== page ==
Google: 10,000 to tackle extremist online content

Logos of US technology company Google displayed on computer screens. (AFP)
Updated 06 December 2017
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Google: 10,000 to tackle extremist online content

LONDON: Google is set to create a team of 10,000 people who will be tasked with removing extremist, violent and predatory content posted on YouTube.
Susan Wojcicki, CEO of Google-owned YouTube said it would be expanding its team of moderators as she admitted that “bad actors” were “exploiting our openness to mislead, manipulate, harass or even harm.”
In recent weeks YouTube has been widely condemned for the availability of Daesh propaganda on the site and for videos featuring children in abuse situations.
Wojcicki said efforts to tackle extremism on the site had already seen ‘tremendous progress.”
“In the last year, we took actions to protect our community against violent or extremist content, testing new systems to combat emerging and evolving threats. We tightened our policies on what content can appear on our platform, or earn revenue for creators. We increased our enforcement teams,” the CEO wrote on her company blog.
Over the past six months, more than 150,000 videos of violent extremism have been removed, she added. The CEO said machine learning is helping human reviewers remove nearly five times as many videos than they were previously.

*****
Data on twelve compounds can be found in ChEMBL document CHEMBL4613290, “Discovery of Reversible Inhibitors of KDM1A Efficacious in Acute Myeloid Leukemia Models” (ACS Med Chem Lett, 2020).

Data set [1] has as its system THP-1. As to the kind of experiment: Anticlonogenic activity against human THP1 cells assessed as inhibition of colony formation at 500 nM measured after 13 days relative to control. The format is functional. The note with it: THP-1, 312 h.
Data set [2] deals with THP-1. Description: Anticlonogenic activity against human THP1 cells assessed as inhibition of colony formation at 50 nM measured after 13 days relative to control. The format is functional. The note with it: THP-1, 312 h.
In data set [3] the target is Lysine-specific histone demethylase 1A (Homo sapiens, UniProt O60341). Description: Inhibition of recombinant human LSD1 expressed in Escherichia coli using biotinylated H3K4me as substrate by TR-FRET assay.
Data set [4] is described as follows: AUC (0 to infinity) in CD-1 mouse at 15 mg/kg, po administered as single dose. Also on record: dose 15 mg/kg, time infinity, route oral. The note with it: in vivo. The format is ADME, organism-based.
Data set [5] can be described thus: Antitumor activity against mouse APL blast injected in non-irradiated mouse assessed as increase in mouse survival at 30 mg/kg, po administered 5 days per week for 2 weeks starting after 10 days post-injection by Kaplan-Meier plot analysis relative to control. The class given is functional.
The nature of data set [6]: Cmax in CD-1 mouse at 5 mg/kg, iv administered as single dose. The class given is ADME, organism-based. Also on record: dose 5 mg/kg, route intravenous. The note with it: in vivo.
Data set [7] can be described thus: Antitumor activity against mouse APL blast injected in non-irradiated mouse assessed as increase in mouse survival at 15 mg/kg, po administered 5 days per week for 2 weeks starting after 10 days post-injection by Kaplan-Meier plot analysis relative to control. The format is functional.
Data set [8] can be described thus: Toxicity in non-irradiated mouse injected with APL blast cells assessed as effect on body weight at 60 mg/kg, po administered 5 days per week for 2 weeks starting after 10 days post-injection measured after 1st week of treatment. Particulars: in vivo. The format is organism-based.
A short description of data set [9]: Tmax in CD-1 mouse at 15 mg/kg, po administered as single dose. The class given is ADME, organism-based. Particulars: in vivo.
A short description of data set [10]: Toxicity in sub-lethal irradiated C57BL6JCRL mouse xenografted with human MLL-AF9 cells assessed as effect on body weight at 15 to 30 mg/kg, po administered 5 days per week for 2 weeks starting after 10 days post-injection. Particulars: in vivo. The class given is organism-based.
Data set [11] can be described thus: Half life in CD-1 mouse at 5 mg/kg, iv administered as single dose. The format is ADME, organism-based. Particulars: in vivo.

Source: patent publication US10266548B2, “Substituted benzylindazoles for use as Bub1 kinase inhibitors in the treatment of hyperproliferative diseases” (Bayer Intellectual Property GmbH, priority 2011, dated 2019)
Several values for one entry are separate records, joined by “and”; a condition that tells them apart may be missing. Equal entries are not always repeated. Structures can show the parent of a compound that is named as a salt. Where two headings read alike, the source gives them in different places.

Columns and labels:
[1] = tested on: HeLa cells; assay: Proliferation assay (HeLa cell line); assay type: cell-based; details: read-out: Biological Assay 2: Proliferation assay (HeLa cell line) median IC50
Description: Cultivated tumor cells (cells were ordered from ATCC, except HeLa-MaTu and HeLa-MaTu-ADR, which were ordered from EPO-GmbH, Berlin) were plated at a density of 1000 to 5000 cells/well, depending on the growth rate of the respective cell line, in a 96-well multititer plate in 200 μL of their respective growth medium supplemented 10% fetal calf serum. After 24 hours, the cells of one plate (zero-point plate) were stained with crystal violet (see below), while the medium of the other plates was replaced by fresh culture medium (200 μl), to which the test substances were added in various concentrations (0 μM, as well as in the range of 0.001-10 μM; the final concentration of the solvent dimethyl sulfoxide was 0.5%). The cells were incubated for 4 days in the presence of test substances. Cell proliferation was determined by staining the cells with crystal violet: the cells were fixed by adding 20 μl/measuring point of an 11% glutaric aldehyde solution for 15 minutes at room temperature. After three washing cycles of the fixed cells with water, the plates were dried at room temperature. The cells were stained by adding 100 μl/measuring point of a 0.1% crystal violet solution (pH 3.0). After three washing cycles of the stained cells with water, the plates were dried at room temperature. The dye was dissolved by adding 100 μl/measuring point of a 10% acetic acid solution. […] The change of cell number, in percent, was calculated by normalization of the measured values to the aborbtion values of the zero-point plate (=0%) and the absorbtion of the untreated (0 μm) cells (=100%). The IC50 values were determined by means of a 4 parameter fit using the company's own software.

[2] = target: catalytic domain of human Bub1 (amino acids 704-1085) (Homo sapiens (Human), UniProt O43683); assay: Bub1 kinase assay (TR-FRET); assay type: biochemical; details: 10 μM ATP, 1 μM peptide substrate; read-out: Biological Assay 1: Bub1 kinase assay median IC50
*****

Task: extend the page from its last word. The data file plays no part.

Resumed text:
“Now, we are applying the lessons we’ve learned from our work fighting violent extremism content over the last year in order to tackle other problematic content. Our goal is to make it harder for policy-violating content to surface or remain on YouTube,” Wojcicki wrote.
YouTube has faced a backlash over the distribution and monetization of inappropriate content –something that Wojcicki acknowledged by saying that it had been “a difficult year.”
She said the company would now be taking a new approach to advertising, and would be “significantly ramping up” its team of advert reviewers to ensure adverts only run where they should.
 


YouTube back up after widespread outage

Updated 17 October 2018
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YouTube back up after widespread outage

CALIFORNIA: Google-owned YouTube said https://bit.ly/2QYd3RB on Tuesday a widespread issue with some of its services has been resolved, almost two hours after several people took to social media to complain about broadcasting issues.
The video streaming service earlier said https://bit.ly/2P2BU9h it was looking into reports about access issues with YouTube, YouTube TV and YouTube Music.
YouTube did not say what caused the outage.